Verviers front window
Photo of Verviers by MrTopf used under a Creative Commons license.

Luc Sante, The Factory of Facts (Pantheon, 1998).
Born in Verviers, Belgium, in 1954, Sante emigrated with his parents to New Jersey as a child and grew up between the two worlds, unmoored from Belgium and adrift in America.  To understand and retrieve his heritage, Sante wrote this memoir of sorts, often more a book about where Sante came from than about his own experiences.  Verviers is a hard-luck industrial town in the Walloon south of Belgium, and generations of his ancestors have lived there within a few miles.  Sante has escaped Verviers’ gravitational pull like none of his forebears, but this book is the result of something pulling him back.  On a personal note, the notion for this blog came to me one night two years ago as I was fretting over an impending trip to Belgium and realizing that I didn’t have a book.  Now I’ve found a Belgium book.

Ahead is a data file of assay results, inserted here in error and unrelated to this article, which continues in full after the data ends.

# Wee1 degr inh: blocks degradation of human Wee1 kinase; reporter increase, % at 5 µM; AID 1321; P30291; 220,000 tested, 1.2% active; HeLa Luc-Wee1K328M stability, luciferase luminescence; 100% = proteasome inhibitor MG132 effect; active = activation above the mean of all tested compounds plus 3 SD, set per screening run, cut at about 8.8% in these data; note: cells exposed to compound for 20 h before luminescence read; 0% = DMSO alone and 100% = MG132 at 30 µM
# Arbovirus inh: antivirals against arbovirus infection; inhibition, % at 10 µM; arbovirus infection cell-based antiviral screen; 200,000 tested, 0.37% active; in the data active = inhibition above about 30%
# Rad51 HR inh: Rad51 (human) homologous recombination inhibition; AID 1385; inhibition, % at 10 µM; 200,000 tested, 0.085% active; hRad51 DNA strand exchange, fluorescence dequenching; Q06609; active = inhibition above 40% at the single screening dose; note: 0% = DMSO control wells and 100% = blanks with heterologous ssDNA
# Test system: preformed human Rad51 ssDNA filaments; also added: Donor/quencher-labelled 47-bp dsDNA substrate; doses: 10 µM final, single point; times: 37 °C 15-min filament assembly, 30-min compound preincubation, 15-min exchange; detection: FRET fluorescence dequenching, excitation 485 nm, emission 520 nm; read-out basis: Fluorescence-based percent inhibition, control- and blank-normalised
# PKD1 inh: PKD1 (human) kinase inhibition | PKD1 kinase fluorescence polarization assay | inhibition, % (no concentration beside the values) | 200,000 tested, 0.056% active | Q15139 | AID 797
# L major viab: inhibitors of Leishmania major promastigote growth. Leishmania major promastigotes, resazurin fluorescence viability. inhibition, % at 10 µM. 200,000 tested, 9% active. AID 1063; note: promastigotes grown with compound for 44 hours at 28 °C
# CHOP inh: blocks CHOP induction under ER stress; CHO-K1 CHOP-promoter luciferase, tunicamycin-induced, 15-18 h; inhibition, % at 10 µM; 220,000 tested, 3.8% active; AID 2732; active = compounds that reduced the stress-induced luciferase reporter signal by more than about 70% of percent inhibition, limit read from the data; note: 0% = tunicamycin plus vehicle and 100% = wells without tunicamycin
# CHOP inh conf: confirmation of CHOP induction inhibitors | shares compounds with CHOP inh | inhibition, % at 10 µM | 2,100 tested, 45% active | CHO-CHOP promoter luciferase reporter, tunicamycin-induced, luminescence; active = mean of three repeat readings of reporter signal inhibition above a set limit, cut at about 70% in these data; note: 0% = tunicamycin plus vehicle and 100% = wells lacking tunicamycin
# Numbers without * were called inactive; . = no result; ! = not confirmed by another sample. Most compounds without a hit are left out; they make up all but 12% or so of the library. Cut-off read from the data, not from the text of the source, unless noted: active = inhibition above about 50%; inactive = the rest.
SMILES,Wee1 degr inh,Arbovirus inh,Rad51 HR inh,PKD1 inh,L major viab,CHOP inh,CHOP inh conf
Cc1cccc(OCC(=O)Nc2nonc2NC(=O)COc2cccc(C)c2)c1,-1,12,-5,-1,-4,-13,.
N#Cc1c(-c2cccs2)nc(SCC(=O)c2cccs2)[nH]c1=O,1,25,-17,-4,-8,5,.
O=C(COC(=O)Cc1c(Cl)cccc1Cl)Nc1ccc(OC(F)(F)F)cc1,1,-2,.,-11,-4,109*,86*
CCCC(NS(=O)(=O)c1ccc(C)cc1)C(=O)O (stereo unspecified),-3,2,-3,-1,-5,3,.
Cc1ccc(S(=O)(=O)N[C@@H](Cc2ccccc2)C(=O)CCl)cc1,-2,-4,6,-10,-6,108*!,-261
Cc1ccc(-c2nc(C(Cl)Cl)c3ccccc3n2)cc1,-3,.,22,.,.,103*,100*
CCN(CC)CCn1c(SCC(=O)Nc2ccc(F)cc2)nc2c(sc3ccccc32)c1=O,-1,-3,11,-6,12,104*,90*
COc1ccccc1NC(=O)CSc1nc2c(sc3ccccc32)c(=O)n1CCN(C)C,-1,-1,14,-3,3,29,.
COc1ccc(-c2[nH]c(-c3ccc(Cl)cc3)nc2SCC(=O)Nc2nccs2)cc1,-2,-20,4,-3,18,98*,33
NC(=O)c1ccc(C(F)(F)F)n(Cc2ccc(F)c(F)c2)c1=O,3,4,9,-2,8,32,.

Wikipedia tells you a little about SanteThis excerpt, the first chapter, will not tell you what the book is like. This passage is perhaps more representative. Here is a list of pieces he has written for the New York Review of Books, some of which are available to non-subscribers. More about Sante and his home here. W.S. Di Piero (The New York Times) calls it a forensics of remembrance, an investigation of selfhood as it is articulated in and by history. Geoff Dyer (The Independent) read a compelling narrative compiled from the shavings of memory, with lapses into accretion and survey. Charles Taylor (Salon) tuned out during long sections on Belgian history and culture (I quite liked them). Steven G. Kellman (USA Today (Society for the Advancement of Education)) calls it a lush, exotic plant that garnishes the varnished wooden shelves that house most other memoirs. Richard Bernstein (The New York Times) says Sante strives to sustain a literary and psychological intensity that the material itself doesn’t quite allow. It didn’t make Ronnie Cordova want to go to Belgium. Sante writes about FrenchThe Believer interviewed Sante in 2004. So did Peter Doyle, for Scan. Brian Berger interviewed him in 2008. So did Suzanne Menghraj, for Guernica. Watch Sante talk about cigarettes in 2007. Listen to Sante discuss Belgium’s split personality on this BBC programHere is Pinakothek, Sante’s blog about pictures. Sante posted these pictures, discussed in the book (I think) and complementing it well. I won’t try to explain this.

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